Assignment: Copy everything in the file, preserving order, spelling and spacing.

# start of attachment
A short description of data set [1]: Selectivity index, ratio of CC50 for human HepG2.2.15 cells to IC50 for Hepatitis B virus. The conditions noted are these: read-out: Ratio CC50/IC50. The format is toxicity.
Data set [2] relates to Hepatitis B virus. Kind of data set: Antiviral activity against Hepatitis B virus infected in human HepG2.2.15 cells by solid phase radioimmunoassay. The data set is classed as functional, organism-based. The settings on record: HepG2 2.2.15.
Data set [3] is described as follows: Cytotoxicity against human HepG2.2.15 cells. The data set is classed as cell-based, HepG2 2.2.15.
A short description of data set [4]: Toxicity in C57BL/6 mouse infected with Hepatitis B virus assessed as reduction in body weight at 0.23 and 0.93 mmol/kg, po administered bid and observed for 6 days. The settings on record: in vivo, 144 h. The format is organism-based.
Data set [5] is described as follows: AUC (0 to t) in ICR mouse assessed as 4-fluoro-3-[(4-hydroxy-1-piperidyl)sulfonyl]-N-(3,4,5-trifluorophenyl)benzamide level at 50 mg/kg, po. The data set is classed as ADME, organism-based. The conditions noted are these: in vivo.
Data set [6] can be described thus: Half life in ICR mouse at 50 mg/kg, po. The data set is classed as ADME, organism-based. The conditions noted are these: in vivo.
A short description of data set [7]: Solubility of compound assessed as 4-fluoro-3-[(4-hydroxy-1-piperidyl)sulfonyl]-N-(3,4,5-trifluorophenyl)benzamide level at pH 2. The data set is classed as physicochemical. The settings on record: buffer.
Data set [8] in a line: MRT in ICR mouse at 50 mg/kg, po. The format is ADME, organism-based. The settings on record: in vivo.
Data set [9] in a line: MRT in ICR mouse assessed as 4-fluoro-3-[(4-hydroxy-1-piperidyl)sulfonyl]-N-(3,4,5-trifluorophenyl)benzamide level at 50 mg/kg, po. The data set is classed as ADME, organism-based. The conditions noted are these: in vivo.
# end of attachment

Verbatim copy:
A short description of data set [1]: Selectivity index, ratio of CC50 for human HepG2.2.15 cells to IC50 for Hepatitis B virus. The conditions noted are these: read-out: Ratio CC50/IC50. The format is toxicity.
Data set [2] relates to Hepatitis B virus. Kind of data set: Antiviral activity against Hepatitis B virus infected in human HepG2.2.15 cells by solid phase radioimmunoassay. The data set is classed as functional, organism-based. The settings on record: HepG2 2.2.15.
Data set [3] is described as follows: Cytotoxicity against human HepG2.2.15 cells. The data set is classed as cell-based, HepG2 2.2.15.
A short description of data set [4]: Toxicity in C57BL/6 mouse infected with Hepatitis B virus assessed as reduction in body weight at 0.23 and 0.93 mmol/kg, po administered bid and observed for 6 days. The settings on record: in vivo, 144 h. The format is organism-based.
Data set [5] is described as follows: AUC (0 to t) in ICR mouse assessed as 4-fluoro-3-[(4-hydroxy-1-piperidyl)sulfonyl]-N-(3,4,5-trifluorophenyl)benzamide level at 50 mg/kg, po. The data set is classed as ADME, organism-based. The conditions noted are these: in vivo.
Data set [6] can be described thus: Half life in ICR mouse at 50 mg/kg, po. The data set is classed as ADME, organism-based. The conditions noted are these: in vivo.
A short description of data set [7]: Solubility of compound assessed as 4-fluoro-3-[(4-hydroxy-1-piperidyl)sulfonyl]-N-(3,4,5-trifluorophenyl)benzamide level at pH 2. The data set is classed as physicochemical. The settings on record: buffer.
Data set [8] in a line: MRT in ICR mouse at 50 mg/kg, po. The format is ADME, organism-based. The settings on record: in vivo.
Data set [9] in a line: MRT in ICR mouse assessed as 4-fluoro-3-[(4-hydroxy-1-piperidyl)sulfonyl]-N-(3,4,5-trifluorophenyl)benzamide level at 50 mg/kg, po. The data set is classed as ADME, organism-based. The conditions noted are these: in vivo.